June 2017 Case of the Month

Liver aspirate from a dog


Case information

A 9-year-old male castrated Labrador Retriever presented to the Cornell University Hospital for Animals for a 3-day history of vomiting and anorexia and a 1-day history of diarrhea. The dog had been administered carprofen 3 weeks earlier for progressive right forelimb lameness. The dog was up to date on core vaccinations and received a booster for leptospirosis 3 weeks prior. The patient was bright, alert, and responsive with normal vital parameters. No major abnormalities were noted on physical examination. Blood was taken for a hemogram and biochemistry profile and a voided urine was collected and submitted for urinalysis. The hemogram results were within reference intervals. Relevant results for the biochemistry profile and urinalysis are shown below.

Table 1: Pertinent biochemistry results
Test Results Units Reference interval
ALT 1,469 H U/L  20-98
AST 299 H U/L  14-51
ALP 198 H U/L 17-111
GGT 3 U/Ll 0-6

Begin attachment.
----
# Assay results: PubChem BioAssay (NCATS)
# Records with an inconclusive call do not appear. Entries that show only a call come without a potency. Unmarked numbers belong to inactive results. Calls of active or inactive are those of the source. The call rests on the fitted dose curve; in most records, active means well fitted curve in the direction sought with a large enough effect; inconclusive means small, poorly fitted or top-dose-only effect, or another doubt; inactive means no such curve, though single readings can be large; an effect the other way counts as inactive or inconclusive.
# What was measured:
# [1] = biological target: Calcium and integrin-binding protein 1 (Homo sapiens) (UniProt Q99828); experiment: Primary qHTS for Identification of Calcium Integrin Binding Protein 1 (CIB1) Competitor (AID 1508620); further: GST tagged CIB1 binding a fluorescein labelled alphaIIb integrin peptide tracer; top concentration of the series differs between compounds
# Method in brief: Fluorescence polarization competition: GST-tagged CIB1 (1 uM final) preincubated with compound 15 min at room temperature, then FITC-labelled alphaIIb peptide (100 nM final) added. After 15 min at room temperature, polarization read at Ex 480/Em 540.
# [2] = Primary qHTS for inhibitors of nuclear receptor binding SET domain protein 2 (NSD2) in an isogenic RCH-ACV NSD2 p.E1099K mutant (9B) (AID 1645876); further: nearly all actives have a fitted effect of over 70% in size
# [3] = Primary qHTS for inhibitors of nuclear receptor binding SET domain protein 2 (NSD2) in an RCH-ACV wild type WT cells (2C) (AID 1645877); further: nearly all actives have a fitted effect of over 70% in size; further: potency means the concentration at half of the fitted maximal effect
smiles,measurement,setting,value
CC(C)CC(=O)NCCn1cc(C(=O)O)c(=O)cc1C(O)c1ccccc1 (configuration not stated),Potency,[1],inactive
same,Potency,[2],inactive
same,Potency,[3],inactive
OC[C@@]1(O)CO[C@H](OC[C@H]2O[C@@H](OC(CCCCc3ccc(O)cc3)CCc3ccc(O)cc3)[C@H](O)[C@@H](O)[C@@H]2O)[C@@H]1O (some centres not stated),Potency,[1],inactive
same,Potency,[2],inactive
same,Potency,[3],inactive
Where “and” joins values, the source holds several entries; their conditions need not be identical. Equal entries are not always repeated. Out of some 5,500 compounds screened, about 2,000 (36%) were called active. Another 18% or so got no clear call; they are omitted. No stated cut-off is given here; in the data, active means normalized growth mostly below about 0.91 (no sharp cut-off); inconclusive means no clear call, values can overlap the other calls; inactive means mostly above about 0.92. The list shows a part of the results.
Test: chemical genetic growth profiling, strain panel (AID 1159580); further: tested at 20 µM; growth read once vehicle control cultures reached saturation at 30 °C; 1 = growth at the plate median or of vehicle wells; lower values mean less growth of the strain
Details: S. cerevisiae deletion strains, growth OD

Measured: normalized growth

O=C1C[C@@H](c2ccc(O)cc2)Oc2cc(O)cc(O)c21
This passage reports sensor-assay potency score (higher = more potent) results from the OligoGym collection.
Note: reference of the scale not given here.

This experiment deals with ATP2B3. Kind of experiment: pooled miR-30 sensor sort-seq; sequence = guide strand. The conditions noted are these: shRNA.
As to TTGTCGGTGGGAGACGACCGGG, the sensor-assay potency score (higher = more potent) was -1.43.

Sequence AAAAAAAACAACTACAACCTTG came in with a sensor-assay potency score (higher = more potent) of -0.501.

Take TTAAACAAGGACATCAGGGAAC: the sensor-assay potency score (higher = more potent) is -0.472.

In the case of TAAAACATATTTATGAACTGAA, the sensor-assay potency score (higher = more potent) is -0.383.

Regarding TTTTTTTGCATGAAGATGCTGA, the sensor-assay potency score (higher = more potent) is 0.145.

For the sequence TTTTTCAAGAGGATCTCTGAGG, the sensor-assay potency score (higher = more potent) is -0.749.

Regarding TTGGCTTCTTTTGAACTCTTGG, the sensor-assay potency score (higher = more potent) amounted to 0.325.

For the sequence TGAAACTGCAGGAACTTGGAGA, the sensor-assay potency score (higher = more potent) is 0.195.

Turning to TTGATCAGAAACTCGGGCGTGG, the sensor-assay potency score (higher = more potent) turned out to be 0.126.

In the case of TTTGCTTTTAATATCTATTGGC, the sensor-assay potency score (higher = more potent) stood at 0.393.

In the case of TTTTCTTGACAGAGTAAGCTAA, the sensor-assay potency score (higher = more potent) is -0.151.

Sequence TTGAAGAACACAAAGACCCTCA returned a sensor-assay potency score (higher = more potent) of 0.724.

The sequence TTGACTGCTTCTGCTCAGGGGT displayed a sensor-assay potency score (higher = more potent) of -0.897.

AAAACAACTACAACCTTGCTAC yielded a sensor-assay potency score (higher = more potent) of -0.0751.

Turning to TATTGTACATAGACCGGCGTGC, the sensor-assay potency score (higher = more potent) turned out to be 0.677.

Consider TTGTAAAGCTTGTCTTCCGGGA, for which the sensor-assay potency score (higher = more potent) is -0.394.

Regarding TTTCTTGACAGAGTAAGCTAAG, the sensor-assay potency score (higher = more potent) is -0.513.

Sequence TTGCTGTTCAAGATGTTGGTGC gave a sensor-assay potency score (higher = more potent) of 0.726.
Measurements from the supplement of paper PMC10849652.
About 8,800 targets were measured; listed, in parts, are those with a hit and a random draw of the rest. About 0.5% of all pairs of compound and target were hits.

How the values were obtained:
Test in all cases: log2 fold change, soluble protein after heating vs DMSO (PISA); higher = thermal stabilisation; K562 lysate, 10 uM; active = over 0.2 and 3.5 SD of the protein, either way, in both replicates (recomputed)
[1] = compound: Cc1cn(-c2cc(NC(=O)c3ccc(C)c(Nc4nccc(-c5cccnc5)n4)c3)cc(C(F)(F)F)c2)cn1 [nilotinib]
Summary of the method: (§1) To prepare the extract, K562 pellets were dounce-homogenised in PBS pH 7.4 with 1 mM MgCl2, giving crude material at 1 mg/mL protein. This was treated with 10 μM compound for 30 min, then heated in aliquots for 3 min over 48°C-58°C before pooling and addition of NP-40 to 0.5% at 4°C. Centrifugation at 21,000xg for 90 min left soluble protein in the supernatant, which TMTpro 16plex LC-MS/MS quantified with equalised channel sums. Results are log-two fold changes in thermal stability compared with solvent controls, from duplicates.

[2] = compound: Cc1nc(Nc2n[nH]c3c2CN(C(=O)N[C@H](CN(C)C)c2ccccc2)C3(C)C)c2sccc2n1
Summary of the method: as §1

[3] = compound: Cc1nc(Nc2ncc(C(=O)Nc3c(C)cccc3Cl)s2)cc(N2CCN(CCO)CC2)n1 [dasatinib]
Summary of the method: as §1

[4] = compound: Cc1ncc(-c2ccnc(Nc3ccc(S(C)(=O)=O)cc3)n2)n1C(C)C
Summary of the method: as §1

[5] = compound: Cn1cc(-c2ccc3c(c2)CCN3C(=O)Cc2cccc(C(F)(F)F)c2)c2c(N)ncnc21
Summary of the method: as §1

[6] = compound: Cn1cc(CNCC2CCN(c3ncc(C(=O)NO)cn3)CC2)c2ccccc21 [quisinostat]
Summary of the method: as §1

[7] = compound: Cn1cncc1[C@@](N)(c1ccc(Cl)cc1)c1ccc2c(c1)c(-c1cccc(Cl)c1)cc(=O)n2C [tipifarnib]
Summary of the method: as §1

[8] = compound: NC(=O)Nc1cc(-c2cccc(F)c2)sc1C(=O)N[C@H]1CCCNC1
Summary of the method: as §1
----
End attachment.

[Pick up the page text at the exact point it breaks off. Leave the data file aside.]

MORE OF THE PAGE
Total bilirubin* 1.4 H mg/dL 0-0.2
Urea nitrogen 32 mg/dL 10-32
Creatinine 2.1 H mg/dL 0.6-1.4
Glucose 91 mg/dL 63-118
* Mixture of indirect and direct bilirubin


Table 2: Pertinent urinalysis results
Test Results Units
Urine specific gravity 1.020 units
Protein 100 (moderate) mg/dL
Glucose 1000 (large) mg/dL
Bilirubin Small  
Casts 1-2 granular /LPF


Abdominal ultrasonographic results did not reveal any abnormalities. Regardless, the liver was aspirated and smears were submitted for cytologic evaluation. Evaluate the representative photomicrographs of the direct smear of the liver aspirate and answer the questions posed below:

  1. How would you interpret the changes in the biochemical panel?
  2. Is a cause for these changes evident in the liver aspirate?
  3. What is going on in the kidney and how do you explain the renal-related results?

Figure 1: Liver aspirate (50x objective)

Figure 2: Liver aspirate (100x objective)

Figure 3: Liver aspirate (50x objective)

Answers on next page

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